Last night, I was under strict instructions, "Gunner (our hyper lab) needs to get out." These orders are easy to follow as one of his favorite places is the Rogue River and there is a short float close to the house. So after picking up a good friend of mine TJ Orton we were on the river within minutes. The game plan was to push our way trough to the rock piles and spend the night swinging there. We came around the first turn and realized that "pushing was out of the question and dodging was more on tap," as there were quite a few people who had the same idea we had. The first boat I saw was a familiar red and green Hyde, Steve Eadie. Showing some river courtesy I try to pull behind them, but there was no room and I beat my boat against the rocks which brought a quick ,"Shush, were fishing here," from the veteran guide. I knew there was no way I was going to be able to get behind him so I made the decision to float over his water. Steve let me off the hook and told me ,"You don't have any other choice, but to go over our water." Everything seemed to mellow down, I was out of the rocks, and Steve gave me permission to go over his water, but there was one factor I didn't equate--and I should have know as I have been bit by the Gunner factor before. Gunner had been sitting behind me watching TJ's bobber-um I mean Indicator-as if it had wings and I had just shot it. his whimpering was of the same tune he has at the beginning of every duck season. I not only missed that tale tail sign, but I, like a idiot, inadvertently let one of his trigger words slip in a conversation with Steve as we passed. Gunner is like any other lab, except God added additional helping of hyper--making a what was a normal trigger in most dogs a hair trigger in Gunner. Ok never got to the K part when Gunner thought he was released. When the large yellow lab was in the air, I realized the error in my ways. Gunner landed smack dab in the middle of Steve's Clients water, then proceeded to thrash through what was left of Steve's untouched water. I felt like such a putts, but Steve seemed just laugh it off. Sorry Steve, sometimes that dog has a mind of his own! Anyhow, I gathered Gunner, and embarrassly(is that a word) tried to get down the river as fast as I could. Around the next bend was John and his clients. This time I let past experience guide me and I pushed through as fast as I could, before Gunner could ruin all of his water also.
We finally made it to the destination. TJ is new to the swing game and was along to try to pick up tips...me, after a long week of teaching and watching other people fish, I was selfish and decided to Fish. I told TJ to go below me and I would watch his technique as we worked the run. TJ had it down...mostly... but like a ton of people I take down the river he settled with just the classic down and across. This technique works fine in shallower runs, but when your fishing the deeper buckets of the Rogue there are some other mends and tensions used to present your fly well. Knowing TJ's intentions of wanting to learn I decided to wade down and show him a few different techniques to get his fly down. On about the second cast with his rod, I got smacked so hard that I about lost his rod. The fish was heavy, real heavy. On his first run there was nothing I could do but hang on. The battle ensued for three more runs, one of which was Gunner induced as he investigated the large flopping thing in the water. A few minutes later we had the brown King in hand. He was dark, but had a ton of fight left in him as we snapped a couple of photos and let him go to create more of his kind.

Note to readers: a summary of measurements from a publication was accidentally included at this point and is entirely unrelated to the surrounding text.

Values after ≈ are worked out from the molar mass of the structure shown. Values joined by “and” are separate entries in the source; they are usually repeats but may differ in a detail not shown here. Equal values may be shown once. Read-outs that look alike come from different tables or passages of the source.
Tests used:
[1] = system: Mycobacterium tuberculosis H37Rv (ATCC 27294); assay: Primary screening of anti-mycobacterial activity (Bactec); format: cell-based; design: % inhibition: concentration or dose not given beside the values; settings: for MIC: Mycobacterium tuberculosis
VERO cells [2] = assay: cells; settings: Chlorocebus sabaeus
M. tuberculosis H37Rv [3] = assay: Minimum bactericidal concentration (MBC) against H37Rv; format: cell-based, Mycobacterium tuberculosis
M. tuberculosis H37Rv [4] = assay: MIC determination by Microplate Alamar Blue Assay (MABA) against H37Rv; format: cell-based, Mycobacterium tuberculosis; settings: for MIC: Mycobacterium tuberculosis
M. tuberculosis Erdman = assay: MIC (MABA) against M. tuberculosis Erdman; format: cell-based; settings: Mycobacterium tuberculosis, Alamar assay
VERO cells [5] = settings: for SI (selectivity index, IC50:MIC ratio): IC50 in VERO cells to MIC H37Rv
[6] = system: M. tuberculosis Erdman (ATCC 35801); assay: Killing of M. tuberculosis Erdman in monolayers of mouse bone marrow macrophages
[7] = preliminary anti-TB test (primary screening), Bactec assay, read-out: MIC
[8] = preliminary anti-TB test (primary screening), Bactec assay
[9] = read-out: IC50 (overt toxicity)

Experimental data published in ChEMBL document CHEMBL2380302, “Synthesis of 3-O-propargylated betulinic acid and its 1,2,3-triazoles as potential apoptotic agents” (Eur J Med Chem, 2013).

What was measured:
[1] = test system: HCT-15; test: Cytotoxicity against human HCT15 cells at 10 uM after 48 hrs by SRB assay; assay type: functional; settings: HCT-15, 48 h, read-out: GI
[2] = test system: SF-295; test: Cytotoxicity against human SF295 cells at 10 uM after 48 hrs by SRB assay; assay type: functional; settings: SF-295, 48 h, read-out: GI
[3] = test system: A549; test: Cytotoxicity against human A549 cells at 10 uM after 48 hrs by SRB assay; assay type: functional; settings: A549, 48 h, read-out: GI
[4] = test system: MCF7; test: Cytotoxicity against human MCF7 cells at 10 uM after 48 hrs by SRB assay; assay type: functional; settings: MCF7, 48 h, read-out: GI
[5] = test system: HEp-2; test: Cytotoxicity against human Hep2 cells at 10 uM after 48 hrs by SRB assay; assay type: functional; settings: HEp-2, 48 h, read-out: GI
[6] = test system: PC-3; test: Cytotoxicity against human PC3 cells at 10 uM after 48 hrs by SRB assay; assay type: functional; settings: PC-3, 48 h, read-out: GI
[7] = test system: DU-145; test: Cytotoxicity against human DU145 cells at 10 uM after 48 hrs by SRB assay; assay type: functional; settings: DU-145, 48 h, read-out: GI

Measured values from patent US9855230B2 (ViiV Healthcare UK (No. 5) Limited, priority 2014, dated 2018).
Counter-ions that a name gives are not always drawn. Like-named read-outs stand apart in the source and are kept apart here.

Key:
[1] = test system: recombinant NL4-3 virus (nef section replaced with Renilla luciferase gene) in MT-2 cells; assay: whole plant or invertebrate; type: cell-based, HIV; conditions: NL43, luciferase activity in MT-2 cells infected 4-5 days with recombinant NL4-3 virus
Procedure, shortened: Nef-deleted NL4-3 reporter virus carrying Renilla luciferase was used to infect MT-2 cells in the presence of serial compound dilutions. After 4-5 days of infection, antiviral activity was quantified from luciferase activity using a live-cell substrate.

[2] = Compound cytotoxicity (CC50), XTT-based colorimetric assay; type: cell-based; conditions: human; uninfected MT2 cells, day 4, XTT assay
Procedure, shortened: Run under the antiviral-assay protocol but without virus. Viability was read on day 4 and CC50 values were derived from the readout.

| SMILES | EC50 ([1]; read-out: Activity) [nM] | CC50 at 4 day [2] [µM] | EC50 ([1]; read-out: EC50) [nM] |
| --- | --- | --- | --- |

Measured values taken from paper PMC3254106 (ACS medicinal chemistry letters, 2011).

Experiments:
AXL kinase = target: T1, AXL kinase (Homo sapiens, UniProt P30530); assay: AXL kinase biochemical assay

We have been hitting more and more of these guys while swinging for steel. there are more wild salmon in the Rogue now than I have ever seen. taking the dams out have helped provide a bunch of spawning ground for the return of the King. We weren't fishing over reds at all, heck we had a October Caddis Emerger on, but yet the run is so healthy this year we have had salmon hitting us in the normal steelhead lies. I for one am glad to see the large returns of these wild kings. It makes me feel like we are turning the tide and starting to realize that we can use the resources wiser. Thanks your Highness for a great reminder of this...even if it was on accident, and Thanks Steve, and John my dog can be a knuckle head at times.
|Max Digging the Fight|
|Gunner saying hi|
|Chinooks October Caddis...Who Knew?!|
|Max Isn't impressed|
|Seeing more and more of these guys smacking swinging steelhead flies|